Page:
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Research - UB's New York State Center of Excellence in Materials Informatics

UB's 50 materials science researchers are working on exciting innovations with broad applications, such as smart windows designed for energy efficiency; new techniques for rust-proofing steel; longer-lasting and safer hip implants; and shape-shifting materials research funded by the United States Air Force.  Below are just four examples of this ground-breaking research.

Internationally Recognized Materials Scientist Named Dean of UB Engineering

Liesl Floks

Liesl Folks, PhD, MBA, became dean of UB’s School of Engineering and Applied Sciences (SEAS) in January 2013. She joined the university from the hard disk drive industry, having worked at IBM and HGST in Silicon Valley for the past 15 years. An expert in nanotechnology and magnetism who holds 14 U.S. patents, Folks has been active in the research and development of new magnetic recording technologies.

Folks brings a unique blend of academic and industry experience, as well as an ability to build partnerships with key federal agencies and national research centers, all of which will serve UB well as the university develops new technologies and innovations through basic and applied research.

Pattern Recognition and Machine Learning

Pattern recognition of text

Venu Govindaraju, PhD, SUNY Distinguished Professor of computer science and engineering, is an expert in pattern recognition and machine learning, with a focus on their applications in materials discovery, text and image analytics, and biometrics. Machine learning techniques are fundamental to advances in understanding and optimizing materials properties, correlating structure and function of existing materials, and discovering new compositions.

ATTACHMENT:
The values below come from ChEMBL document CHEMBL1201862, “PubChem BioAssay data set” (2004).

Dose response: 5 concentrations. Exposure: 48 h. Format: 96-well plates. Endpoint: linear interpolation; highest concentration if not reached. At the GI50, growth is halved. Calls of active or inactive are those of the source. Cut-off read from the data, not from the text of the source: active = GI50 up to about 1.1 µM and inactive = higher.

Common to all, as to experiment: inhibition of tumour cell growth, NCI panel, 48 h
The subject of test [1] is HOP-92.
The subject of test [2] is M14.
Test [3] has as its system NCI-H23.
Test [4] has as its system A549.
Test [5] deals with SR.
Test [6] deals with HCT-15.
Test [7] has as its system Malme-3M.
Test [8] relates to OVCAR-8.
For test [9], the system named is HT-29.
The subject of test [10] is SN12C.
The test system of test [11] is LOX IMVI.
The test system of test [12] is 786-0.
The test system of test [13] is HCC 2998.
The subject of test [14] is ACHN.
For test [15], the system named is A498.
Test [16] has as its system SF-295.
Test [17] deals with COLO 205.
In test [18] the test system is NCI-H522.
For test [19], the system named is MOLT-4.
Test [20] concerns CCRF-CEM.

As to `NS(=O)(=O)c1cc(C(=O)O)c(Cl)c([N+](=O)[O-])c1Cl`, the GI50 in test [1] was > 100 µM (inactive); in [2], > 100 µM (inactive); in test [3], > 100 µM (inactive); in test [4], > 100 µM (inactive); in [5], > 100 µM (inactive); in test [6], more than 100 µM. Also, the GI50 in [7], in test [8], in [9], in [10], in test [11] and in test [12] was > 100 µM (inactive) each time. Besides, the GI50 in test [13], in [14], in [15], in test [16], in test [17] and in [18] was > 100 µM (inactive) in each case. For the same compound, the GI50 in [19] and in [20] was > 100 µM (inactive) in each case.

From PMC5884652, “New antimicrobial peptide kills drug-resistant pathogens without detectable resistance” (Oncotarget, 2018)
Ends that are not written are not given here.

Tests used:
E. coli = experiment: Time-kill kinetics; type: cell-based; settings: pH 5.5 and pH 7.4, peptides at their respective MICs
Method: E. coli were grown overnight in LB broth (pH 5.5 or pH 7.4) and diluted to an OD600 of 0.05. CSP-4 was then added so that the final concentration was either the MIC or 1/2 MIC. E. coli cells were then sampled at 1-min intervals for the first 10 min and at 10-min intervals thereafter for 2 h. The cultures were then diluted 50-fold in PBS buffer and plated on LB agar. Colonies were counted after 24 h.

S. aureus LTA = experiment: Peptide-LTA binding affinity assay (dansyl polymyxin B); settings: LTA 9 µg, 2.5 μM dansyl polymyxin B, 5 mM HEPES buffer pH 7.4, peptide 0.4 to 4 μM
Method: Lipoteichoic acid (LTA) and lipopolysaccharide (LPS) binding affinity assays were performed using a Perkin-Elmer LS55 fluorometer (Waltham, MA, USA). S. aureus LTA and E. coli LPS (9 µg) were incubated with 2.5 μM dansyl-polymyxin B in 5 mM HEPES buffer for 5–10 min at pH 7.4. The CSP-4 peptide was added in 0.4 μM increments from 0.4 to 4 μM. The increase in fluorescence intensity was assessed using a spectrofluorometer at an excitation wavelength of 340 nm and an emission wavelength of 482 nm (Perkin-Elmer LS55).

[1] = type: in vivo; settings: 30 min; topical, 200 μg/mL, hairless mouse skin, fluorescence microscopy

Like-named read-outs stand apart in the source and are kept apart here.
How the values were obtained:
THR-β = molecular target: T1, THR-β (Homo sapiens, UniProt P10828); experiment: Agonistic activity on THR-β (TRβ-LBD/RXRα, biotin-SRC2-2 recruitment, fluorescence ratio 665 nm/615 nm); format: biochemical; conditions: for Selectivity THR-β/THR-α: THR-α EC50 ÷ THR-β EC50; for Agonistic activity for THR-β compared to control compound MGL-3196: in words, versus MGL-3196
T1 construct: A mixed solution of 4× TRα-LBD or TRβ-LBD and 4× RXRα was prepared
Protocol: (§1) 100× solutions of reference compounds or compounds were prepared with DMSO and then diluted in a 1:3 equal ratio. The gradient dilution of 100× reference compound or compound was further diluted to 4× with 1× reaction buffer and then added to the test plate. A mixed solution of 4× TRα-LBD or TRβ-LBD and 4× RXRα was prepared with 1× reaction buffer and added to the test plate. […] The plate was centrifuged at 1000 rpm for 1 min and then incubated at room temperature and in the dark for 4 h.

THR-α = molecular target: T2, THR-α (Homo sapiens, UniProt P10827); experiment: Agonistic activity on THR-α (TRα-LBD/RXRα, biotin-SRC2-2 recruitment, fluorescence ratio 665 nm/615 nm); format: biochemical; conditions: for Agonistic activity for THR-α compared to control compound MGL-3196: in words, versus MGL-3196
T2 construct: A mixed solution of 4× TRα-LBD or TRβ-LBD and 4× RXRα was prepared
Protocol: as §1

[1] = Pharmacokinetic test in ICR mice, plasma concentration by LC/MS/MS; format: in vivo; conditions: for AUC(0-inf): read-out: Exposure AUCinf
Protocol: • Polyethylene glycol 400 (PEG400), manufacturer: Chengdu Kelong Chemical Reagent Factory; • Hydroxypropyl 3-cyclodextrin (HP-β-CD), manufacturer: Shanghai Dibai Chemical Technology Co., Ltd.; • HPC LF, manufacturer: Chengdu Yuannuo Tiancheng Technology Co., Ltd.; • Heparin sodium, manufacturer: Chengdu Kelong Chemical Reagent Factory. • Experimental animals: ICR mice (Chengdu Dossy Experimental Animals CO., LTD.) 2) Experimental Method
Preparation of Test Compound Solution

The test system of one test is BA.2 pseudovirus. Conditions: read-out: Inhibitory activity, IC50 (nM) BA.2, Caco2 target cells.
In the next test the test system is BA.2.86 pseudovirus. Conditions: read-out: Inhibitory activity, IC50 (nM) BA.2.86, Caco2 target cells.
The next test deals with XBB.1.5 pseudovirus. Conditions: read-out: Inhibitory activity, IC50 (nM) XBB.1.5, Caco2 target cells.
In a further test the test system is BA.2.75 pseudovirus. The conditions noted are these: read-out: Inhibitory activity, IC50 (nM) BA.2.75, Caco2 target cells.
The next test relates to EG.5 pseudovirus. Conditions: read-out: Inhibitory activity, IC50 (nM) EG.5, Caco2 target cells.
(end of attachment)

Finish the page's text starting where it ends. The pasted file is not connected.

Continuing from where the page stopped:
Govindaraju’s seminal work in handwriting recognition was at the core of the first handwritten address interpretation system used by the U.S. Postal Service, saving the agency several hundred million dollars. His contributions have been recognized with the Institute of Electrical and Electronics Engineers’ Technical Achievement Award, indicating the breadth and the level of practical impact of his research that has few parallels in academia. He is founding director of the Center for Unified Biometrics and Sensors (CUBS) and associate director of the Center of Excellence for Document Analysis and Recognition, both at UB.

Nanoparticles at UB


CMI co-director Mark Swihart, PhD, professor of chemical and biological engineering and director of UB’s Strategic Strength in Integrated Nanostructured Systems, works with a team to study the synthesis and application of nanoparticles, focusing on gaining a fundamental understanding of the particles and improving the processes by which they are prepared. These nanomaterials are being applied in a range of new technologies, from combined imaging and targeted drug delivery for cancer treatment to new, low-cost printed electronic devices and solar cells.